Tags: doctor | obesity | training

Physicians Found Lacking in Obesity Training

Thursday, 27 December 2012 10:39 AM

Seventy-two million Americans — one in three adults — are obese, costing the U.S. healthcare system more than $147 billion a year in obesity-related medical expenditures, federal officials estimate. Yet more than half the nation’s doctors say they are not trained well enough in medical school, or afterward, to provide weight-related counseling to their patients.
That’s the chief finding of a new survey by researchers at the Johns Hopkins Bloomberg School of Public Health who found only 44 percent of primary care physicians reported success in helping obese patients shed pounds.
The results, featured in British Medical Journal BMJ Open, also found most physicians believe nutritionists and dietitians — not doctors — are the most qualified providers to care for patients who struggle with weight issues that can lead to diabetes, heart disease, stroke, and other significant health problems.
"In order to begin improving obesity care, medical education should focus on enhancing those obesity-related skills primary care physicians feel most qualified to deliver, as well as changing the composition of healthcare teams and practice resources," said lead researcher Sara Bleich, an assistant professor with the Bloomberg School's Department of Health Policy and Management.
"With respect to training and practice-based changes, primary care physicians would like to see implemented, 93 percent reported that including body mass index [BMI] as a fifth vital sign would be helpful; 89 percent reported that including diet and exercise tips in patients' charts would be helpful; 85 percent reported that having scales that calculate BMI would be helpful and 69 percent reported that adding BMI to patients' charts would be helpful."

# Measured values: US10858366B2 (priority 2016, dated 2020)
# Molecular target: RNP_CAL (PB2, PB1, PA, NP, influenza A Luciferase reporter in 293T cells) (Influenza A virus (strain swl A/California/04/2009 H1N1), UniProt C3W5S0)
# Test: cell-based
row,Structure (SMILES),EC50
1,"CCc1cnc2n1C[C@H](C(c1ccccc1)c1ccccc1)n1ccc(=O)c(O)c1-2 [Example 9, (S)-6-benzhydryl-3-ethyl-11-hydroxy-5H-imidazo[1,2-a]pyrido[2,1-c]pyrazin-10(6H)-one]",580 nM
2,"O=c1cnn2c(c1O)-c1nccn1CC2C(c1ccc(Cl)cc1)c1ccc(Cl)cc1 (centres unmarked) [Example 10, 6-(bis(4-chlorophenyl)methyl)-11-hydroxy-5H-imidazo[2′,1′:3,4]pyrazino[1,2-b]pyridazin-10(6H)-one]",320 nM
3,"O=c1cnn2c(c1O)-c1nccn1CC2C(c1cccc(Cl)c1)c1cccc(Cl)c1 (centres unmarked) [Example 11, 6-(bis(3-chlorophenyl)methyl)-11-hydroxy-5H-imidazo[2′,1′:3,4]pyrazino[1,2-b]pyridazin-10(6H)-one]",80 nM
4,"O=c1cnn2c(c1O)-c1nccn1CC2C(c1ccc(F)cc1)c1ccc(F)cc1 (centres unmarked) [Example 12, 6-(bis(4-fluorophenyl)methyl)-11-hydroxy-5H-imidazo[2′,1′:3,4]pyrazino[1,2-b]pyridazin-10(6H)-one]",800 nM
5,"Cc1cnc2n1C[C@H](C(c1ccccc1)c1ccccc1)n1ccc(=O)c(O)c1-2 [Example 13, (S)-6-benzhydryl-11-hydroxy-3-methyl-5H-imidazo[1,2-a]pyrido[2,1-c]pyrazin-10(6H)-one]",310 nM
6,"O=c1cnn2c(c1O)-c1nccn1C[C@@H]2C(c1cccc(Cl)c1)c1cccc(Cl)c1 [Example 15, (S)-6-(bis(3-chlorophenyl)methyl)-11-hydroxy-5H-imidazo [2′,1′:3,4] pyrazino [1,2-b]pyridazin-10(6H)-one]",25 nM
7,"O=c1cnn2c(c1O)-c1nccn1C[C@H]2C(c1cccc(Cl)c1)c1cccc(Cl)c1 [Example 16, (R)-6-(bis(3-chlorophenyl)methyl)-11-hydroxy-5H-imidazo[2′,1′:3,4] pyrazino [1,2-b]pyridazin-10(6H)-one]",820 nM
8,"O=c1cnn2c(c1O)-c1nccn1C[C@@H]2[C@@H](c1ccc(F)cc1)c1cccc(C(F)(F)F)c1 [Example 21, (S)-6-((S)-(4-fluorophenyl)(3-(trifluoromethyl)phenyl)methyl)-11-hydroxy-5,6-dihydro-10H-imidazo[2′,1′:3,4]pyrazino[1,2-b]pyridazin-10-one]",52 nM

For the study, Bleich and colleagues conducted a national survey of 500 general practitioners, family doctors, and general internists in 2011. Researchers evaluated physicians’ perspectives on the causes of obesity, competence in treating obese patients, perspectives on the health professional most qualified to help obese patients lose or maintain weight, and solutions for improving obesity care.
They found doctors overwhelmingly advocate more training, such as nutrition counseling, to help improve their care for obese patients. Those in practice fewer than 20 years were more likely to identify lack of information about good eating habits and healthy food as important causes of obesity than older doctors.
Bleich said the findings suggest that "obesity-related medical education has changed little over time. Physicians who completed medical school more recently reported feeling more successful helping obese patients lose weight. However, no matter when they completed medical school they overwhelmingly supported additional training and practice-based changes to help them improve their obesity care."

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More than half the nation’s doctors say they are not trained to provide weight-related counseling.
Thursday, 27 December 2012 10:39 AM
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